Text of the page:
“We go way back”
Violins are generally believed to have been developed by the nomadic horse tribes of inner Asia and Mongolia. This is particularly interesting to me because it prompted the carving of intricate horse heads where the scroll now sits. Historians believe that these symbols were a representation of the tribe’s dependence on and reverence for the horse.
Most stringed instruments prior to this point were plucked. However, Asian tribes began stringing the violin with horse hair(considering their equestrian lifestyle this is logical, right?) and using horse hair to create what we would call a bow. Hence, the bowed instrument aspect.
There is some consensus that the violin originated from instruments like the Tanbur and the Tanbur extended family of plucked instruments. The Tanbur can be dated back to circa 1500 BC. Yep, you read that right. BC. Folks, music is very old, but very cool with a long and colorful history!
The development of the violin
The violin, and violin family of instruments can trace their lineage back over a millennium. The modern violin is believed to have originated from two instruments: the Byzantine Lira, and the Rabab(which was common in the Islamic empires of the time period). The first citation of the Lira is by the Persian geographer Ibn Khurradadhbih (died in 911 AD) who wrote about bowed instruments during the 800’s AD.
These two instruments began making their way through Eastern and Western Europe and gained popularity, promoting the creation of many string and bowed variations. Eventually, there arose a prevalence of two types of bowed instruments: the lira da braccio and the lira da gamba. Lira da braccio is the viol of the arm and Lira da gamba is the viol of the leg.
Both instruments were very popular during the renaissance period but eventually, the braccio won prominence due to it’s ability to produce more volume. Its important to remember that during this time period, stringed instruments did not have the same construction as modern violins. Many of them had only three strings and there were multiple variations.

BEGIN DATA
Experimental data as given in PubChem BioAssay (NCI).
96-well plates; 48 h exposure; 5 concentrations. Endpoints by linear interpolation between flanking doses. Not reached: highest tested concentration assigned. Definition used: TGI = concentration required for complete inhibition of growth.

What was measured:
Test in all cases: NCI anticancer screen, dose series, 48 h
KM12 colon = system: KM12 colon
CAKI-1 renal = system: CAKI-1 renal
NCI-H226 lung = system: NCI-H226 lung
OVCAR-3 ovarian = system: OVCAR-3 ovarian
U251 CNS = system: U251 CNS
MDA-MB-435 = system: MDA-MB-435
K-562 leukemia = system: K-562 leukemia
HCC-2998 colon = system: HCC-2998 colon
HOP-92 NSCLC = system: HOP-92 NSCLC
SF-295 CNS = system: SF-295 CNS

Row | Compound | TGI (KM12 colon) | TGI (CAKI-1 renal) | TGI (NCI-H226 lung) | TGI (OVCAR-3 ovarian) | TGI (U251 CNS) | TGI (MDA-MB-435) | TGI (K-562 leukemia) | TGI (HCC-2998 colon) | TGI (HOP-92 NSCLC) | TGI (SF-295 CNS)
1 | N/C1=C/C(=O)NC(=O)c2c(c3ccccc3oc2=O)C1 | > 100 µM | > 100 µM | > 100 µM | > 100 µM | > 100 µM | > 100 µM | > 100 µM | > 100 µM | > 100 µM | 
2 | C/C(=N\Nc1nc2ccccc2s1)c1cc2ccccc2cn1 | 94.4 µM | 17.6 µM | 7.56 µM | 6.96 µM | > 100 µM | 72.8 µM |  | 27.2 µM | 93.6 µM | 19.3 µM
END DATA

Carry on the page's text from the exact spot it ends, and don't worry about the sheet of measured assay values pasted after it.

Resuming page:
The violin family has always had luthiers who made violins with variations, but it was at the latter end of the Renaissance period that we began to see a popular consensus of the instrument’s construction and string count. This would serve to set the foundation for many famous works to be written on the increasingly established and popular instrument called the violin.
The earliest evidence we have of a nearly modern violin is in 1530 from a painting by Guadenzio Ferrari. The very first written evidence of the violin is from an order from the Treasury of Savoy that ordered violins and trumpets from Vercelli. Vercelli happens to be the town in which Ferrari created the painting containing the first pictures of violins that we have. The violins in the painting had three strings so they weren’t the modern incarnation we have today.
However, by the time Andrea Amati(1505-1577) began his career as a Luthier, the violin was already a popular musical force to be reckoned with and he had ideas on how he wanted to make improvements. This happened to include adding a fourth string. Therefore, Amati is credited with inventing the modern violin.
Still, his violins did not have all of the modern characteristics of the instruments we have today. These improvements/changes(depending on your opinion) would continue to happen well into the early twentieth century. For example, the violin would eventually become longer, thinner, and the fingerboard would be elongated as well. The bulk of these changes took place during the 18th and 19th centuries.
Stradavari and Guarneri
It would not be right to leave Amati without mentioning Amati’s two most famous students. One can reasonably argue that our modern reverence for the violin can directly be attributed to Amati’s decision to become a luthier, and one of the greatest. Amati was located in Cremona, Italy and his legacy was carried on by a number of prominent luthiers including his two sons who were wonderfully talented in their own right.
The sons of the famous “Godfather of Violins” continued in their father’s footsteps and did so in such a skilled manner that they took on many of their own apprentices and became equally as famous as their father. Amati’s offspring, Antonio and Girolamo, stayed in their father’s profession and grew their families. One of Amati’s grandsons is particularly of note, Niccolo Amati, as he also took on many talented apprentices. But few would become quite as famous as two young disciples who’s names were Andrea Guarneri and Antonio Stradivari.
If you’re interested in a more thorough discussion of Antonio Stradivari and why his violins are so special, check out this article.
In the hands of Guarneri and Stradivari, the violin became synonymous with perfection. Many people still believe to this day that the designs that these young men created cannot be improved upon. Whatever your beliefs, we can all agree that for music’s sake, the day that Andrea Amati decided to become a violin maker is one of the greatest days in classical music’s history.